Intimate Partner Violence

I know the world is bruised and bleeding, and though it is important not to ignore its pain,
it is also critical to refuse to succumb to its malevolence.


Addressing Intimate Partner Violence: 
Ethical Dimensions

DO YOU SUSPECT A CLIENT IS STRUGGLING with intimate partner violence (IPV)?

IPV is often a secret and frequently camouflaged when clients seek individual and couples counseling. It’s also tragically ubiquitous. According to the National Coalition against Domestic Violence, IPV affects one in two women, one in four men, and equal or even higher rates of transgender and non-binary individuals. Clinicians working in mental health and addiction treatment settings often notice signs that suggest IPV, but they don’t know how to assess or respond helpfully given the volatility of the situation.

As part of the ethical imperative to support client welfare, all clinicians have an obligation to recognize the signs of IPV, to assess danger, and to respond without making an unsafe situation worse. But addressing IPV can raise dilemmas related to confidentiality, informed consent, self-determination, and client welfare. Without knowledge and skill, there is the hazard of clinicians causing harm.

BY THE END OF THIS DAYLONG WORKSHOP, participants will be able to:

  • Identify signs of intimate partner violence when working with clients in individual or couples counseling when it is not the referring problem;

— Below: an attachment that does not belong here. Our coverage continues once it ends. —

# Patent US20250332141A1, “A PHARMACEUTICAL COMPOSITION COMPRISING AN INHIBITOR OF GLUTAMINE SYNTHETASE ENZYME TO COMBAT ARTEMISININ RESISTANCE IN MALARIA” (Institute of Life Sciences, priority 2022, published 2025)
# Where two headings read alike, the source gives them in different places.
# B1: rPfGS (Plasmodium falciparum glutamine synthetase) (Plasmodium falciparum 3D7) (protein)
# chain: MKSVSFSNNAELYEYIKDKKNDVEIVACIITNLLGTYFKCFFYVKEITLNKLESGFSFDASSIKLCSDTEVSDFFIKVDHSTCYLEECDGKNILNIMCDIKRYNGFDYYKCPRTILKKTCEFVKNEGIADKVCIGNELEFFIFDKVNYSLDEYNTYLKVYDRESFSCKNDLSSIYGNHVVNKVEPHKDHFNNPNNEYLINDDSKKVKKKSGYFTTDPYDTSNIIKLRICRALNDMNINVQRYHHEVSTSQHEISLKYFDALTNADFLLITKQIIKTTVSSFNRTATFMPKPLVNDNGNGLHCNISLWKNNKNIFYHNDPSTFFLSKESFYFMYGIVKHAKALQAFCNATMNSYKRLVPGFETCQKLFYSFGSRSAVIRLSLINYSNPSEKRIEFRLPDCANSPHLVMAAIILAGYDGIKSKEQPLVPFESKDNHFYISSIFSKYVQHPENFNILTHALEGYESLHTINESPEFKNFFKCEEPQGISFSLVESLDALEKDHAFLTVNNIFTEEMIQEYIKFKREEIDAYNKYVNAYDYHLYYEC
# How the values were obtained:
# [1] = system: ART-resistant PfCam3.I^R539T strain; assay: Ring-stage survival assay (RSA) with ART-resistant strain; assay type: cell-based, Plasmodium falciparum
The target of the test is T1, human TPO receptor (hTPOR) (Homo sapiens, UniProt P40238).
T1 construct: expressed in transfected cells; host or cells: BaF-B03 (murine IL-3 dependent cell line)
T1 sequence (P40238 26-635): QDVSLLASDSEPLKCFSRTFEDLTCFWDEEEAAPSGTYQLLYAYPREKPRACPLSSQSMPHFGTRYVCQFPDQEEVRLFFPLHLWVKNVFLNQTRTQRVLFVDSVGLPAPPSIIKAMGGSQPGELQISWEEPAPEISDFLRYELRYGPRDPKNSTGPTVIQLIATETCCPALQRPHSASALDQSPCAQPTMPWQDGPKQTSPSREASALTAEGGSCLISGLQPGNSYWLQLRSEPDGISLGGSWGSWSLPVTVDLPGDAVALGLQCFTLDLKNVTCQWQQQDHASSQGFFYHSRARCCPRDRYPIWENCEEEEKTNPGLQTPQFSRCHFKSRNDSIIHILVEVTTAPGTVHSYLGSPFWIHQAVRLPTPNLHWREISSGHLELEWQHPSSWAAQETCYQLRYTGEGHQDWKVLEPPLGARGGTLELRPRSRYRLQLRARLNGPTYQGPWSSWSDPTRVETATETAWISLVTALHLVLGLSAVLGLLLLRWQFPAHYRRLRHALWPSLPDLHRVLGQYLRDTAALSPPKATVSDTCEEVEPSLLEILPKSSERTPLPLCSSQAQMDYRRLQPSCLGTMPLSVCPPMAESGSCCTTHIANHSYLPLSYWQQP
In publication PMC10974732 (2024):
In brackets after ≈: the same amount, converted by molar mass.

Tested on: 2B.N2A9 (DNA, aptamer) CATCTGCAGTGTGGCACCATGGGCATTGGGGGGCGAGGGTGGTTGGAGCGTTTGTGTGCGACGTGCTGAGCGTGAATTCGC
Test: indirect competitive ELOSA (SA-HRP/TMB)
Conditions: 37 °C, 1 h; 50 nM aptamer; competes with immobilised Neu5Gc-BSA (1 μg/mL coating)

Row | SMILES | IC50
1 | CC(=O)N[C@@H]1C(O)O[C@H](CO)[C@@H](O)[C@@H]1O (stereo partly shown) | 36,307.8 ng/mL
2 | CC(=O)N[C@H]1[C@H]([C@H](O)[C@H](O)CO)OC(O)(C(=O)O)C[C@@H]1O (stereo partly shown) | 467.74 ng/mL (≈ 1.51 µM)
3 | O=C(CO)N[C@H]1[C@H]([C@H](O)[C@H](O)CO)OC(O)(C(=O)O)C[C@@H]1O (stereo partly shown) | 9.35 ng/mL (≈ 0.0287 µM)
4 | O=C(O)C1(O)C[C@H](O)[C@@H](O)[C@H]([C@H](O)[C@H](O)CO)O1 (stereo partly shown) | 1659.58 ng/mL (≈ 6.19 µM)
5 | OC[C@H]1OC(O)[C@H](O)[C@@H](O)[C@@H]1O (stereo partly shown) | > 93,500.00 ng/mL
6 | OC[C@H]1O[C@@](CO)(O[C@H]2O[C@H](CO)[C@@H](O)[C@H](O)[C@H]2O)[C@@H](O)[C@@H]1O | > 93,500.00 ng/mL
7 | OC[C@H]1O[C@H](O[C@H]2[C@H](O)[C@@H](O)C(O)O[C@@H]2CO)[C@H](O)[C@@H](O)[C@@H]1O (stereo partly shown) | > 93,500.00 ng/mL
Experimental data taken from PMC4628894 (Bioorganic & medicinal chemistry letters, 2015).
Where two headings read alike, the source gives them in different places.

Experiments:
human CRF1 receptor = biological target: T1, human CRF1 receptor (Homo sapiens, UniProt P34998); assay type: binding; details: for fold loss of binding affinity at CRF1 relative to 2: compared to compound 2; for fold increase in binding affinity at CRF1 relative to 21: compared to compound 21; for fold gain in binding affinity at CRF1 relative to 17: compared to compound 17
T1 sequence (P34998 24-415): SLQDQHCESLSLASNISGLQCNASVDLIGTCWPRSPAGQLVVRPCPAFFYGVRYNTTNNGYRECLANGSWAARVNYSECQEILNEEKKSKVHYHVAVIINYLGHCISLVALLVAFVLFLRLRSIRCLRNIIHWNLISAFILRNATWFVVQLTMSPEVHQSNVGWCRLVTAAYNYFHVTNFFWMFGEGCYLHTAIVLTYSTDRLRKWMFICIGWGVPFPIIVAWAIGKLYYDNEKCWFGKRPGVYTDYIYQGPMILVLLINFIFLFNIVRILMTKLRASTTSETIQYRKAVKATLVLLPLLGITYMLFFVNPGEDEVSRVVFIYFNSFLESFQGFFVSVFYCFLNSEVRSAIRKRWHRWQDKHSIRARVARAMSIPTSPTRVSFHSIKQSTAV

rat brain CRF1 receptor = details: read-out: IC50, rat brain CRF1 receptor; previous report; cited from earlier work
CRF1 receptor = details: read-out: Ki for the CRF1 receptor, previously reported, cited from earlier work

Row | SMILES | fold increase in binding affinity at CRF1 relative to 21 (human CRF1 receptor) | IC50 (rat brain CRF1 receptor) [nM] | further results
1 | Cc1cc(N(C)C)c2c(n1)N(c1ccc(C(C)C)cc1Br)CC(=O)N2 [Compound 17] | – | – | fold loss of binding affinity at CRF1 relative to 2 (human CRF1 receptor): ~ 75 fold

• Grapple with common misconceptions about IPV that interfere with effective practice; 
  • Use clinically sound strategies to screen for IPV and assess danger;
  • Articulate the elements of a comprehensive safety plan;
  • Analyze ethical dilemmas that emerge when working with IPV including equity considerations, client self-determination, confidentiality, and informed consent; and
  • Enhance clinical competencies that support client wellbeing, including modifying treatment interventions to balance treatment goals and enhance safety. 

Six hours of continuing education (ethics) approved through the National Association of Social Workers.  

BIPOC REPARATIONS DISCOUNT: If you identify as a member of BIPOC communities, you are entitled to a 25% discount.

MILITARY DISCOUNT: If you served in the military, either currently or in the past, or you are a military spouse, there is a 25% discount.

GRADUATE STUDENT DISCOUNT: If you are currently in graduate school in a clinical discipline and wish to register, there is a 25% discount.

Contact Wayne Scott for discount codes.

Addressing Intimate Partner Violence: 
Ethical Dimensions

Friday June 7th


In Person

Revolution Hall
1300 Southeast Stark Street #203

Natasha Laumei MA, LPC, LMHC

has been in private practice in SE Portland since 2014, working with clients and supervising clinicians in both Oregon and Washington, and providing EMDR consultation as a consultant-in-training. For the last 15 years she has worked with clients of all ages in Montana and Oregon, in settings including therapeutic boarding schools, residential, community-based, and outpatient mental health. Since the mid-2000s she has worked with survivors of DV/IPV in Minnesota, Montana, and Oregon as a volunteer, advocate, counselor, and therapeutic support in restorative justice experiences.

Matt Johnston, LPC, CADC II

works in private practice in North Portland. He has worked in the domestic violence field since 2004, especially with people convicted of domestic violence offenses. Matt also serves on the Board of Survivor Collective Alliance Reaching Society (SCARS) as the Survivor Impact Panel (SIP) Coordinator. 

Nearby is the country they call life. You will know it by its seriousness. Give me your hand.